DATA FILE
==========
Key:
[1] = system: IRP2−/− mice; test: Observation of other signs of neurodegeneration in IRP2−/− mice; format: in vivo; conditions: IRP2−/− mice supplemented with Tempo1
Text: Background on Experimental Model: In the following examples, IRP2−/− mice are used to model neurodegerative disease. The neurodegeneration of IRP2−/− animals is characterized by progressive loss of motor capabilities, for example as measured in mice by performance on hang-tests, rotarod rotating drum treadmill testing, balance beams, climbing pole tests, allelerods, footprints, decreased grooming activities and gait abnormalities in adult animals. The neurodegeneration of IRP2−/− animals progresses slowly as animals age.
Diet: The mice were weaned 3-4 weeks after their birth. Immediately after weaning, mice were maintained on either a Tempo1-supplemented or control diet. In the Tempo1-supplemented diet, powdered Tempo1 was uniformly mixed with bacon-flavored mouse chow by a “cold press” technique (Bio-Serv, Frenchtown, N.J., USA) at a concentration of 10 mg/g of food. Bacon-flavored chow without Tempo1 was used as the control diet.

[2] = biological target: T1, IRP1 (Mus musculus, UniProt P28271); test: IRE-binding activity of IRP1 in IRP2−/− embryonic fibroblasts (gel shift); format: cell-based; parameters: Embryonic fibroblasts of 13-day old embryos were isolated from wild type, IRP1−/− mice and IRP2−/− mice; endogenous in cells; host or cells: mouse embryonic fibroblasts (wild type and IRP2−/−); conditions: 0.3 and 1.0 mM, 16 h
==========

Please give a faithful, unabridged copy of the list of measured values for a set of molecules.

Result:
Key:
[1] = system: IRP2−/− mice; test: Observation of other signs of neurodegeneration in IRP2−/− mice; format: in vivo; conditions: IRP2−/− mice supplemented with Tempo1
Text: Background on Experimental Model: In the following examples, IRP2−/− mice are used to model neurodegerative disease. The neurodegeneration of IRP2−/− animals is characterized by progressive loss of motor capabilities, for example as measured in mice by performance on hang-tests, rotarod rotating drum treadmill testing, balance beams, climbing pole tests, allelerods, footprints, decreased grooming activities and gait abnormalities in adult animals. The neurodegeneration of IRP2−/− animals progresses slowly as animals age.
Diet: The mice were weaned 3-4 weeks after their birth. Immediately after weaning, mice were maintained on either a Tempo1-supplemented or control diet. In the Tempo1-supplemented diet, powdered Tempo1 was uniformly mixed with bacon-flavored mouse chow by a “cold press” technique (Bio-Serv, Frenchtown, N.J., USA) at a concentration of 10 mg/g of food. Bacon-flavored chow without Tempo1 was used as the control diet.

[2] = biological target: T1, IRP1 (Mus musculus, UniProt P28271); test: IRE-binding activity of IRP1 in IRP2−/− embryonic fibroblasts (gel shift); format: cell-based; parameters: Embryonic fibroblasts of 13-day old embryos were isolated from wild type, IRP1−/− mice and IRP2−/− mice; endogenous in cells; host or cells: mouse embryonic fibroblasts (wild type and IRP2−/−); conditions: 0.3 and 1.0 mM, 16 h